Carnation resident Paula Butzi tried her first heritage a couple years ago and has no plans to go back to conventional birds. She buys her turkey from the farm down the road from her home and says there’s nothing better than knowing where her food comes from. “I get to watch it grow all summer and know how it’s been raised. The meat is delicious, better than any other turkey, and it’s such a good way to make the holidays that much more special.”
Heritage turkeys are about as wild as you can get without going out and shooting one yourself. And while these birds have become a sought-after item around Thanksgiving, selling out months ahead of the holiday, buying one can be just as difficult. Only a handful of specialty butcher shops in Seattle sell heritage turkeys. Many that tried in the past had limited success because outside of the small subset of food geeks clamoring for them, they’re not well known.
“They’re small, they’re really expensive and they really only serve a niche market,” says Russell Flint, owner of Rain Shadow Meats butcher shop on Capitol Hill. “They’re good but I just didn’t think they were an extra hundred dollars good.”
The average life of a factory farm turkey is spent in giant warehouse with thousands of other birds and really only enough room to just stand in place. Artificial lights keep the birds awake for up to 23 hours a day, which they spend by gorging themselves on grain meal. The birds get huge, fast. After just 18 weeks they can grow up to 20 pounds and up before they’re slaughtered, injected with brine and sold in a supermarket. Selective breeding has made them so large that these turkeys can’t mate without crushing each other, leaving farmers to handle the deed for them.
By poultry standards, heritage turkeys live in the lap of luxury. They retain their colorful feathers while their factory cousins are almost completely white since those heritage traits were long ago bred out. And raising heritage turkeys isn’t easy; they require lots of care. Sea Breeze Farm’s head butcher Laura Garaventa said the farm loses about 25 percent of its turkeys every year, be it to sickness or hungry eagles.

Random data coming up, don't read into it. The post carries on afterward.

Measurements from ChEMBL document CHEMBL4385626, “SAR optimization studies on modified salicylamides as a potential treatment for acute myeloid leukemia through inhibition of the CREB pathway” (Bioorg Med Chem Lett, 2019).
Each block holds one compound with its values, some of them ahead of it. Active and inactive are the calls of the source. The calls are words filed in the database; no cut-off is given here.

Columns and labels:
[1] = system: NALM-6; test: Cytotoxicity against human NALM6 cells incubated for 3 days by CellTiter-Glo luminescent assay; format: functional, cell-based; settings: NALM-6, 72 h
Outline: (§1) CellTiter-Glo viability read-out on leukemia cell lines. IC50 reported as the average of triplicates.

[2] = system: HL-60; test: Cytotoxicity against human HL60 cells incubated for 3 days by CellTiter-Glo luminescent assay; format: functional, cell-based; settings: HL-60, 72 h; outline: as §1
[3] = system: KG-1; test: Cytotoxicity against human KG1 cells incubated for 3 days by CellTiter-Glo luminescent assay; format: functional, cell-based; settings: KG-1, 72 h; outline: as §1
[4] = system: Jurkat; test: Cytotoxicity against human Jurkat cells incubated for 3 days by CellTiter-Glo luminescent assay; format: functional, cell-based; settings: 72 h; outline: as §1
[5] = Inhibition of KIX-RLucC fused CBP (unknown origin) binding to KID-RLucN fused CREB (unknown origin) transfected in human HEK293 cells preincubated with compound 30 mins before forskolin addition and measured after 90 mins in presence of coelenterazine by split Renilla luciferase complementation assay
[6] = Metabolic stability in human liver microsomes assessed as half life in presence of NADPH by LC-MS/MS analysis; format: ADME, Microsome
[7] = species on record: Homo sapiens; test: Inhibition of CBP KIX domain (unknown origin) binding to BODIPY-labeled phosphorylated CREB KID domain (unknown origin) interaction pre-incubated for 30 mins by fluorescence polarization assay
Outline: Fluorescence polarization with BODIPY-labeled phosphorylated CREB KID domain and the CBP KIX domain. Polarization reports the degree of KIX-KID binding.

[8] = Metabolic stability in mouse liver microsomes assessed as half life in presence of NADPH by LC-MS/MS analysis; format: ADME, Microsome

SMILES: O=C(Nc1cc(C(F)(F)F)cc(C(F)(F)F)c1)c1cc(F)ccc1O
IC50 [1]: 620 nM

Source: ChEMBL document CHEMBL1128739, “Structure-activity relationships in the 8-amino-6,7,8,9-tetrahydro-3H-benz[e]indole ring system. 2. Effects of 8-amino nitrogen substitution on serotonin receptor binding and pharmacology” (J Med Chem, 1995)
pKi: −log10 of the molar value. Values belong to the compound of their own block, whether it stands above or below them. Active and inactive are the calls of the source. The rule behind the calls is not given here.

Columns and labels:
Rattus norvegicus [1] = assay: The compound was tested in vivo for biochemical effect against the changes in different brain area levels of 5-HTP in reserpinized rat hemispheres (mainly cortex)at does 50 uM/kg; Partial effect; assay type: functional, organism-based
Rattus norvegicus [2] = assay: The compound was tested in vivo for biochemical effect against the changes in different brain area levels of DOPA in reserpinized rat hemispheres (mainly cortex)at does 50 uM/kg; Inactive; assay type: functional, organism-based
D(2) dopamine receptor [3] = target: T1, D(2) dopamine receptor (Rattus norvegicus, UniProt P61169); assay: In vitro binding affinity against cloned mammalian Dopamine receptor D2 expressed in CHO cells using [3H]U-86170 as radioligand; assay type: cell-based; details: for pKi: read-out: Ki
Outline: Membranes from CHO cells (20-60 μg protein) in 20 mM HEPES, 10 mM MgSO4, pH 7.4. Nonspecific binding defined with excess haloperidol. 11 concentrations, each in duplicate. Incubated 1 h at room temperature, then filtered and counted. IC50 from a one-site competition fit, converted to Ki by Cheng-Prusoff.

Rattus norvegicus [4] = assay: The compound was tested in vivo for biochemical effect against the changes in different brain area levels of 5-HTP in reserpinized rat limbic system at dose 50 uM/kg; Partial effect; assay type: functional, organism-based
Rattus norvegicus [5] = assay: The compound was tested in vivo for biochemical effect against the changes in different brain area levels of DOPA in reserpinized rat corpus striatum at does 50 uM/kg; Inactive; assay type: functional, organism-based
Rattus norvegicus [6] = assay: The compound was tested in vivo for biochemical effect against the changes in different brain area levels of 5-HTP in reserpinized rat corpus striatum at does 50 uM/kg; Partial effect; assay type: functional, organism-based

For the first couple weeks they’re literally hand raised, then turkeys separate into small flocks and spend at least part of their 28-week-long lives roaming fields, eating whatever they wish until they’re killed the week of Thanksgiving. The resulting meat tastes of turkey terroir—the particular combination of grasses and greens they consumed.
While this all sounds nice (well, except the killing part), it doesn’t necessarily bode well for dinner. First-time buyers are often disappointed that they’re paying up to $150 for a turkey that doesn’t weigh more than 13 pounds. Plus, they don’t have those big, meaty breasts people have been trained expect in a turkey. In fact, they’re small. Really small. Most of the meat is on the legs and great life they lived has made their flesh comparatively lean and dry. Since buying one is usually an experiment, newbies cook them like they would a normal turkey, which dries out the meat even more.
“But I make it a point to let people know what they’re getting into when they come to me the first time,” Garaventa said. “If it’s cooked right it’s some of the best turkey you can get.”
To get that kind of satisfaction, cooks usually brine the bird or coat it in olive oil, then roast it for for a shorter amount of time. For those who aren’t ready to fork out the cash for such a pricey centerpiece but want something above the conventional Butterball model, butchers at places like Rain Shadow Meats, The Swinery and Dot’s Delicatessen recommend their free-range, organic turkeys as an alternative. Here, more details where to buy a Thanksgiving turkey in Seattle.